Stress is a normal response to situational pressures or demands, especially if they are perceived as threatening or dangerous.
A certain amount of stress is a normal part of daily life. Small doses of stress help people meet deadlines, be prepared for presentations, be productive and arrive on time for important events. However, long-term stress can become harmful. When stress becomes overwhelming and prolonged, the risks for mental health problems increase.
The signs and symptoms of stress may be cognitive (thinking-related), emotional, physical or behavioural. Their severity can range from mild to severe.
Cognitive symptoms include:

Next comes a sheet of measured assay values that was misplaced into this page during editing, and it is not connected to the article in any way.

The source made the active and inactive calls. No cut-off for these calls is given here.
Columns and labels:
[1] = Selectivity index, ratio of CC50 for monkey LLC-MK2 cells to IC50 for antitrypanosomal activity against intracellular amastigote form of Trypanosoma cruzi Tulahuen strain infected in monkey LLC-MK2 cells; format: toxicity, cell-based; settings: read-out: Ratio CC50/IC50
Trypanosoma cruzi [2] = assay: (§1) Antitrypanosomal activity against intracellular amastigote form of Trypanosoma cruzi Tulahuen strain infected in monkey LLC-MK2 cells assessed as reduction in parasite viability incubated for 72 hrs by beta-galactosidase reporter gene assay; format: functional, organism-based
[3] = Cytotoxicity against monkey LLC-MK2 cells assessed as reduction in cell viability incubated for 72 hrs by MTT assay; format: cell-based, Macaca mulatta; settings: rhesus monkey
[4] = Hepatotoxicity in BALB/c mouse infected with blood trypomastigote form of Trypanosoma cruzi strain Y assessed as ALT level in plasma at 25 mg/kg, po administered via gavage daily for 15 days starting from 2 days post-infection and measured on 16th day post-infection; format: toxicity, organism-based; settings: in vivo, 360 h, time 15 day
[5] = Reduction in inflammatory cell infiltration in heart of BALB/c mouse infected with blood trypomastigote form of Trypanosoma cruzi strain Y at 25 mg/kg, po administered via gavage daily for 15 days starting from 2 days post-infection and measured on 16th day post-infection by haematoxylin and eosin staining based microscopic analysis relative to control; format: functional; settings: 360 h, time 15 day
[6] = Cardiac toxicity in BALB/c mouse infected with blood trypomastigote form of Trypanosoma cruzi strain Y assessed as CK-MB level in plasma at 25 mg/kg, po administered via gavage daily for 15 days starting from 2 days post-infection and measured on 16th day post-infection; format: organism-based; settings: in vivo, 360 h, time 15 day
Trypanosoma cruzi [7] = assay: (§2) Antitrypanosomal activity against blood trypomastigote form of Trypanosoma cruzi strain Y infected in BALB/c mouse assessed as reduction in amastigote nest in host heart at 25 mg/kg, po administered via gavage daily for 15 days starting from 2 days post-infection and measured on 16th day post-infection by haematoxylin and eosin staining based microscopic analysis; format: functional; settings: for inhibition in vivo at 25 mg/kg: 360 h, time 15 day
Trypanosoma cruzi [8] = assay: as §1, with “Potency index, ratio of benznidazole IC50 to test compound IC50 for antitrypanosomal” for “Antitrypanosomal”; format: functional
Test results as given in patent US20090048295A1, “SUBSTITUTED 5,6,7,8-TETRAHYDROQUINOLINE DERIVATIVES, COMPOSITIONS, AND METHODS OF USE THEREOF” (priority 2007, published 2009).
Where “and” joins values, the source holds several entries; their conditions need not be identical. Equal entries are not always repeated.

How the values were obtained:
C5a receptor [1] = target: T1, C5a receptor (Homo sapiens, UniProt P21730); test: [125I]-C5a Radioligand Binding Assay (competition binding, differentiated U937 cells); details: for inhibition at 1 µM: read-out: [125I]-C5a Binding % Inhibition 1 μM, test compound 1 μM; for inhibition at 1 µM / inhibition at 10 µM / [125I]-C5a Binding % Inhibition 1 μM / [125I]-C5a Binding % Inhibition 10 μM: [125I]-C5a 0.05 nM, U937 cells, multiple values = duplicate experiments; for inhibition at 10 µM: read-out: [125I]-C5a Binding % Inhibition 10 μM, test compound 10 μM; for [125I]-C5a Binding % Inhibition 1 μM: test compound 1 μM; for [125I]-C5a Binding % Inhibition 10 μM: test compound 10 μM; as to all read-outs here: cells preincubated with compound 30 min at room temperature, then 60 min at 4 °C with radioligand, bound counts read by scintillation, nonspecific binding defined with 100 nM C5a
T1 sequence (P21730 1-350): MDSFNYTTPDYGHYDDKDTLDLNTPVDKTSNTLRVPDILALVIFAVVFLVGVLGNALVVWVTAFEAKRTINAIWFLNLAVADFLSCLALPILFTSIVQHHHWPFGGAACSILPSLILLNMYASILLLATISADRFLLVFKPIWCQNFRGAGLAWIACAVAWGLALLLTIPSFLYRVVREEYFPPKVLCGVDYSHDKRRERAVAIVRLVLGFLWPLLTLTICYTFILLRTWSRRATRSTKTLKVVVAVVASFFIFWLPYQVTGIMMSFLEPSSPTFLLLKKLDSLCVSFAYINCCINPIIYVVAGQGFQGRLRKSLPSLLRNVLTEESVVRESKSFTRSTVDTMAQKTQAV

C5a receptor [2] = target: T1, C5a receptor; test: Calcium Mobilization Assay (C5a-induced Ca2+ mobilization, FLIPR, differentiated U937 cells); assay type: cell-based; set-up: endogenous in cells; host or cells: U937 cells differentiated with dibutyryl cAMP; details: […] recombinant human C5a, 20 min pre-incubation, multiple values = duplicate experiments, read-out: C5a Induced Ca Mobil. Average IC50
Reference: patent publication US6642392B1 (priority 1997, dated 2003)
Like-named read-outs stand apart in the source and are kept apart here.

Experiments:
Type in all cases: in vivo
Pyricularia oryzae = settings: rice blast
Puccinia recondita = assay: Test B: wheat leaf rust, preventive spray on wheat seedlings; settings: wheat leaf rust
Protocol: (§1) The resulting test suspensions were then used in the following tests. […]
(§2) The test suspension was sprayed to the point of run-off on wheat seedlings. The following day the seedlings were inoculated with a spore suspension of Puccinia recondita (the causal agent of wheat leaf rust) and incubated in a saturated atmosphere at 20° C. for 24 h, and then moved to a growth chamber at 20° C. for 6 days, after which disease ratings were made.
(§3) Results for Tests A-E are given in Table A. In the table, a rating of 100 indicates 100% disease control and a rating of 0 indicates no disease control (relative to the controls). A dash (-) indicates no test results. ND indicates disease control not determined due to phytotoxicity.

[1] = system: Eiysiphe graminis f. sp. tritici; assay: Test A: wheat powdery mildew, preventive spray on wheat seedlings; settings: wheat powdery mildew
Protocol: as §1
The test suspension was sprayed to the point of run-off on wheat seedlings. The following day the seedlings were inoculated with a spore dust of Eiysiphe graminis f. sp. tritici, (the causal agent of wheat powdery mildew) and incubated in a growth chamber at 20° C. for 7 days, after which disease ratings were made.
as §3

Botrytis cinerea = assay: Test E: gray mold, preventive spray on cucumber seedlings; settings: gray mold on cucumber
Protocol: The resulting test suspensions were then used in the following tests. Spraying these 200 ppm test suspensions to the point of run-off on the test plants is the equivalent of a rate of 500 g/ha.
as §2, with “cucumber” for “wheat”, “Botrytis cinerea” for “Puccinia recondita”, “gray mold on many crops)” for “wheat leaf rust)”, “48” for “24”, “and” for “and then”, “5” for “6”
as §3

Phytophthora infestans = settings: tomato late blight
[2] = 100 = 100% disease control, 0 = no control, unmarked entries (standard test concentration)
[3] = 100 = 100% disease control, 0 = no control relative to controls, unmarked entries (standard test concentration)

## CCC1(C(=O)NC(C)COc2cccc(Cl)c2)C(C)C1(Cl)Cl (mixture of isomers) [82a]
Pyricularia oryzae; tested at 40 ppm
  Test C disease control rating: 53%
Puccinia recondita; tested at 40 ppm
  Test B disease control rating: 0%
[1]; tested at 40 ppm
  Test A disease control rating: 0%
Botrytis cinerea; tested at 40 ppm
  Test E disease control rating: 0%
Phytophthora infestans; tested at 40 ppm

Difficulty concentrating or thinking
Negativity or lack of self-confidence
Difficulty making decisions.
Emotional symptoms include:
Feeling hopeless or helpless
Feeling apprehensive, anxious or nervous
Feeling unhappy or guilty
Feeling agitated or unable to relax.
Physical symptoms include:
Muscle tension or other physical pain or discomfort
Nausea, diarrhea or vomiting
Loss of sex drive
Rapid heart rate
High blood pressure
Behavioural symptoms include: